Better Bodies, Stronger Minds - Why Fitness Isn't Just Physical

Written by 
Tom Peterson of Vive Health 

Staying active and fit is absolutely crucial to living a long, happy life. That’s been made clear by hundreds of studies over the years, and the conventional wisdom of plentiful exercise contributing to a reduction in heart disease, diabetes, stroke, and other dangerous and life-threatening conditions has been borne out by every single one of these studies.

Having a consistent exercise regimen of at least 150 minutes of moderate physical activity or 75 minutes of vigorous activity is one of the best ways currently known to ensure that you have a longer lifespan, and can remain active as you age.

In addition, increased physical activity has been shown to help increase cognitive abilities, decrease stress and reduce the effects of anxiety, and even decrease your risk of contracting Alzheimer’s.

Clearly, exercising regularly is key to a long lifespan, good health, and maintaining a healthy mental state. But while exercising is good for your brain, it shouldn’t be your only method of strengthening your mind.

Your Brain Is A Muscle – So Train It

Okay, your brain isn’t literally a muscle. However, there is evidence that using your mental faculties to their fullest can help increase memory, boost mood, and avoid cognitive decline, especially as you age.

It make sense, right? For your body, the attitude is “use it or lose it” – if you do nothing but sit around on the couch and eat chips all day, your body is going to adjust accordingly.

The same thing goes for your brain – though perhaps to a lesser extent. Not straining your brain doesn’t mean you’ll get dumber – and doing cognitively challenging exercises doesn’t necessarily make you smarter.

However, cognitively challenging tasks and engaging, fun, interesting activities have been shown to boost brain function and improve memory, which makes sense – the more you use your brain, the better it will perform.

In fact, a great analogy for this is a muscle. Each muscle on the body has a limit to which it can grow – beyond that limit, no more growth is possible. Your brain is similar. You can’t actually make yourself smarter – but you can keep your brain as active and healthy as possible for a longer time by engaging in cognitively stimulating actions.

Three Easy Ways To Keep An Active, Curious Mind

So what are the best things to do to keep your mind healthy? Well, exercising is one of them, as mentioned, and there are plenty of ways to do that. However, exercise is just part of the puzzle – you’ll want to partake in some mentally stimulating activities as well. Here are three of the best, most fun ways you can keep your mind active.

  1. Get Social – Human beings are naturally social animals. Interacting with others broadens our perspectives, makes us happy, and engages specific parts of our brain. Healthy social interactions have been shown to improve mood and improve the function of your brain, so maintaining an active, fun social life is a great way to ensure that you’re taking care of your mental fitness.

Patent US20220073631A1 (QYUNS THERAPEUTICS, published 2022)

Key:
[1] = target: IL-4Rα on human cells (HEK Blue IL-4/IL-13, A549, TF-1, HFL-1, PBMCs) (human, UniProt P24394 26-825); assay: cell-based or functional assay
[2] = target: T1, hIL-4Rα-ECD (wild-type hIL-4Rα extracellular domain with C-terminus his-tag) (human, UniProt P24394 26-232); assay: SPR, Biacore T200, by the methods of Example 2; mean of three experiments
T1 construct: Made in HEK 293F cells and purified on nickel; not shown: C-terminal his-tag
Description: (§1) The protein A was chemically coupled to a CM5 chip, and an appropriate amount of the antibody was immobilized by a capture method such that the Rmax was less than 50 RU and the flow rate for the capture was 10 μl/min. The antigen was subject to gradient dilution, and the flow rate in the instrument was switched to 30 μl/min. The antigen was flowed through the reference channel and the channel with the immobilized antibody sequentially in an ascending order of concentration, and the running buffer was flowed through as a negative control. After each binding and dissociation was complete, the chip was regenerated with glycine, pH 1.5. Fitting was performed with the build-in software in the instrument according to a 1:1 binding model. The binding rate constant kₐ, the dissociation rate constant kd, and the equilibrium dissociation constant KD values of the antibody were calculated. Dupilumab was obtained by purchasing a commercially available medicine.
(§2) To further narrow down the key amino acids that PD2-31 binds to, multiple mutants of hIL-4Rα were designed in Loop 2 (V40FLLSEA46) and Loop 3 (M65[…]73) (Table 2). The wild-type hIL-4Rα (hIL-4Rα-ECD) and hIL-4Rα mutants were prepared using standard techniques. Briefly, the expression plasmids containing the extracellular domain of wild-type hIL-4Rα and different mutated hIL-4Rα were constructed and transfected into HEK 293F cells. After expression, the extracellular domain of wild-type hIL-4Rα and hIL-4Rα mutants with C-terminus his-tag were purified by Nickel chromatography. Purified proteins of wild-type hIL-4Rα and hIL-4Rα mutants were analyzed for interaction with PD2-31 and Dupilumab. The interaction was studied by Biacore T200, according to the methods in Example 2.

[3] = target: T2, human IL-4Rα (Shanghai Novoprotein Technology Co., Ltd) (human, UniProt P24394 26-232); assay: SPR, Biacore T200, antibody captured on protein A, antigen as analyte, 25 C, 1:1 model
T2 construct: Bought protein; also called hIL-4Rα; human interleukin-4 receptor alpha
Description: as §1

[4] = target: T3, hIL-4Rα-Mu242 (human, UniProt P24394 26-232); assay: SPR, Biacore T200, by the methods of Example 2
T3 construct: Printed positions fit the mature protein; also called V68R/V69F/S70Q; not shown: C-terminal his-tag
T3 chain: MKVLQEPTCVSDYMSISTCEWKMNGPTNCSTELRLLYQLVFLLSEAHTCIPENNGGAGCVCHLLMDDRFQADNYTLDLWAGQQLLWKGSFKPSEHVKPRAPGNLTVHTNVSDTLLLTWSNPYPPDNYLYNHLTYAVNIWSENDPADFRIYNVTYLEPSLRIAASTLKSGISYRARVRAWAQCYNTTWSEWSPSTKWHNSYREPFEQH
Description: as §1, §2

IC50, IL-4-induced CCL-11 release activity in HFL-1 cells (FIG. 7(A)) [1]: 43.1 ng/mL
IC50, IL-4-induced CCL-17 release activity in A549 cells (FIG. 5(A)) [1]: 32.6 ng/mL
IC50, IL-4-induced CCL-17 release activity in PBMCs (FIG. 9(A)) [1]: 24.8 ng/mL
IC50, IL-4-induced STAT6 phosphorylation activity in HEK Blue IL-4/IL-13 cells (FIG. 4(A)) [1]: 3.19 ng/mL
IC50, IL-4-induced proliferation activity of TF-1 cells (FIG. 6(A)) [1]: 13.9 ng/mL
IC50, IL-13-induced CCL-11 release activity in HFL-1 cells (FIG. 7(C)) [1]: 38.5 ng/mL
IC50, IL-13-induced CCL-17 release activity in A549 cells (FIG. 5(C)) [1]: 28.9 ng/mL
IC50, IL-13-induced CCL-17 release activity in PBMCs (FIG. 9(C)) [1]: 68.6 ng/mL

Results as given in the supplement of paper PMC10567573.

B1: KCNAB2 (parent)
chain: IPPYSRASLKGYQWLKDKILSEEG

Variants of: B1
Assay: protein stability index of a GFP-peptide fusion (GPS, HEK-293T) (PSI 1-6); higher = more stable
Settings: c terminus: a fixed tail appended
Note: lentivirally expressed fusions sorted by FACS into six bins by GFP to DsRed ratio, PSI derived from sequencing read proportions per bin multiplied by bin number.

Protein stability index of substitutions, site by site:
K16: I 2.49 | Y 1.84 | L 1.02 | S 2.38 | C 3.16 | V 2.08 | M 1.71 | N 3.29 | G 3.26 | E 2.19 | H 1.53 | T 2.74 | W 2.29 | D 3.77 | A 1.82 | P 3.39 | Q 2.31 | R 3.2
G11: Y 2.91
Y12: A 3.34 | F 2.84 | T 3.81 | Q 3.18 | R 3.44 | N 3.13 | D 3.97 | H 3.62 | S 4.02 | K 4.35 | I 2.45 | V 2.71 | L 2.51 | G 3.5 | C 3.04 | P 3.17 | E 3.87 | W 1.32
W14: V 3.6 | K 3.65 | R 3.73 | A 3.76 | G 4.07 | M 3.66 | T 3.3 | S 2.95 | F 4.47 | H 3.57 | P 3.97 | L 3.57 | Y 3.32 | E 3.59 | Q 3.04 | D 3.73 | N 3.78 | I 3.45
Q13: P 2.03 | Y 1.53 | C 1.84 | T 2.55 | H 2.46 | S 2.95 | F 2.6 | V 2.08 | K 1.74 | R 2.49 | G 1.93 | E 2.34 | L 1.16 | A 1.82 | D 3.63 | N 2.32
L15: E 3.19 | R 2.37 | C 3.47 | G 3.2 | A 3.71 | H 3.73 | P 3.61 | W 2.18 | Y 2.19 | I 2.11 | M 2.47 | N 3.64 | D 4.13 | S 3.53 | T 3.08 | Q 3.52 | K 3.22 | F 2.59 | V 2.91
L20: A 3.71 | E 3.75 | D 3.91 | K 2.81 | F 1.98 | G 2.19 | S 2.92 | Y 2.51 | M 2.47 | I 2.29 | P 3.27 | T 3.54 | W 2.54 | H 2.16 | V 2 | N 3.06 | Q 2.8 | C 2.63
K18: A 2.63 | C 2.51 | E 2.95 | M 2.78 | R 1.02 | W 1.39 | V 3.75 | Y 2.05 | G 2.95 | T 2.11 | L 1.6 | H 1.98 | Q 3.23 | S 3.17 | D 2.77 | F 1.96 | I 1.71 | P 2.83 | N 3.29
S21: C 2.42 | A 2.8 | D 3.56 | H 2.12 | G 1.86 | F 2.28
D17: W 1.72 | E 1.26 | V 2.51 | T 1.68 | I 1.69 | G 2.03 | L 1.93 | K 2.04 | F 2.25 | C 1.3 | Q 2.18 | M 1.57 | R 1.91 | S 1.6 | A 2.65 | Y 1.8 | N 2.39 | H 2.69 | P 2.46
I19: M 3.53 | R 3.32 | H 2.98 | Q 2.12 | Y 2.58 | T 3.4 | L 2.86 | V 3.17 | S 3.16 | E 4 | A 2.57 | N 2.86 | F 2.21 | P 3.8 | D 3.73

1. Do Some Puzzles, Or Play Some Games  –  Puzzles like Sudoku, crosswords, and others have been correlated with a healthier brain, as are complex and deep board games. Beyond the fact that they’re great for your mind and mental well-being, doing puzzles and playing games is fun! For an even more fun experience, try playing games that require other people – blending your social life and your love of mentally stimulating games is a fantastic way to boost your brainpower.

  1. Never Stop Learning Learning sharpens the brain perhaps more than any other activity. Learning, understanding, and remembering new information requires lots of brainpower – and has been shown to actually change the physical structure of the brain. If you’re an autodidact and love learning on your own, keep it up – self-study is a fantastic way to increase your knowledge base and keep your mind active.

For other folks, going back to school may be an option – many universities and colleges will allow you to sit in and audit classes for free, and many seniors can get the benefits of a full course for free. There are also many online learning websites you can use, like Khan Academy and others, if you would prefer to take classes from your own home.


Physical activity is crucial for your health – both physically and mentally – but don’t neglect your mind. Challenging yourself with intellectually stimulating materials, books, and situations can help you stay young longer, and allow you to use your brain to its full potential.

Author's Bio: Tom is a writer for He primarily writes about all aspects of health and wellness related to aging adults, and is dedicated to sharing helpful information to help people of all ages live an active, healthy lifestyle.


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